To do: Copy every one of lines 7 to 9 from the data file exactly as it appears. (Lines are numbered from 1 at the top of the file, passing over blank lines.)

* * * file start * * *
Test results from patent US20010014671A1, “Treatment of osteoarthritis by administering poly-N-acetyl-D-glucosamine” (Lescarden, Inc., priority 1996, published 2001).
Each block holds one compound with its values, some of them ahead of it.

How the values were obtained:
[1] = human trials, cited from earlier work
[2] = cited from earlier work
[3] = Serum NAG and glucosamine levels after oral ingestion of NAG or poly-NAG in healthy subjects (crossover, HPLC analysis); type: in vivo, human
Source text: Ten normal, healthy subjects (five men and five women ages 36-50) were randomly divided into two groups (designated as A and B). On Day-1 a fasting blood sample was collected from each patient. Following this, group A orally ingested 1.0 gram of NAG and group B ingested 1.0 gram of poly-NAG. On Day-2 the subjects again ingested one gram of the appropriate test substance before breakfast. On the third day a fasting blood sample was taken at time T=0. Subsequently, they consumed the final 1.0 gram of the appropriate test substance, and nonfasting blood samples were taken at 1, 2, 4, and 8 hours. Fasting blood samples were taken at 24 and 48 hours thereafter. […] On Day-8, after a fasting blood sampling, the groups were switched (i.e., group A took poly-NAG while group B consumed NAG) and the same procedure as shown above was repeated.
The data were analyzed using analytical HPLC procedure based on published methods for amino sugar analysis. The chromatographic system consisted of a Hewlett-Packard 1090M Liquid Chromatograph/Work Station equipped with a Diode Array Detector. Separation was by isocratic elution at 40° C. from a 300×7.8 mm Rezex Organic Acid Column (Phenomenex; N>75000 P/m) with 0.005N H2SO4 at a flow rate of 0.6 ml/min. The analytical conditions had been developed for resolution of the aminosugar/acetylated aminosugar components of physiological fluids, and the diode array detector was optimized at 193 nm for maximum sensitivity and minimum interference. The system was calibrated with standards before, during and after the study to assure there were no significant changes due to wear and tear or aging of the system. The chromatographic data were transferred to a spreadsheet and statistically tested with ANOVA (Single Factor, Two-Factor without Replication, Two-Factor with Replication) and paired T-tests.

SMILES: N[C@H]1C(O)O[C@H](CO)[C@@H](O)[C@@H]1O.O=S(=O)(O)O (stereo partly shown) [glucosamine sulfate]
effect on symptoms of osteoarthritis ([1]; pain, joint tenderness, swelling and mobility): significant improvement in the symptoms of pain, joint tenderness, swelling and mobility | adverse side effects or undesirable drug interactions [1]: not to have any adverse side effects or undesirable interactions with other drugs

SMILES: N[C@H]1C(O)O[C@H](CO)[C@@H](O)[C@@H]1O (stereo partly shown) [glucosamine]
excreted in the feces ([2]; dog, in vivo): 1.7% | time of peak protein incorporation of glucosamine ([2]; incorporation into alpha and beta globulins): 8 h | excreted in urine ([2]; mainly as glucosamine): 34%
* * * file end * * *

Source text: Ten normal, healthy subjects (five men and five women ages 36-50) were randomly divided into two groups (designated as A and B). On Day-1 a fasting blood sample was collected from each patient. Following this, group A orally ingested 1.0 gram of NAG and group B ingested 1.0 gram of poly-NAG. On Day-2 the subjects again ingested one gram of the appropriate test substance before breakfast. On the third day a fasting blood sample was taken at time T=0. Subsequently, they consumed the final 1.0 gram of the appropriate test substance, and nonfasting blood samples were taken at 1, 2, 4, and 8 hours. Fasting blood samples were taken at 24 and 48 hours thereafter. […] On Day-8, after a fasting blood sampling, the groups were switched (i.e., group A took poly-NAG while group B consumed NAG) and the same procedure as shown above was repeated.
The data were analyzed using analytical HPLC procedure based on published methods for amino sugar analysis. The chromatographic system consisted of a Hewlett-Packard 1090M Liquid Chromatograph/Work Station equipped with a Diode Array Detector. Separation was by isocratic elution at 40° C. from a 300×7.8 mm Rezex Organic Acid Column (Phenomenex; N>75000 P/m) with 0.005N H2SO4 at a flow rate of 0.6 ml/min. The analytical conditions had been developed for resolution of the aminosugar/acetylated aminosugar components of physiological fluids, and the diode array detector was optimized at 193 nm for maximum sensitivity and minimum interference. The system was calibrated with standards before, during and after the study to assure there were no significant changes due to wear and tear or aging of the system. The chromatographic data were transferred to a spreadsheet and statistically tested with ANOVA (Single Factor, Two-Factor without Replication, Two-Factor with Replication) and paired T-tests.

SMILES: N[C@H]1C(O)O[C@H](CO)[C@@H](O)[C@@H]1O.O=S(=O)(O)O (stereo partly shown) [glucosamine sulfate]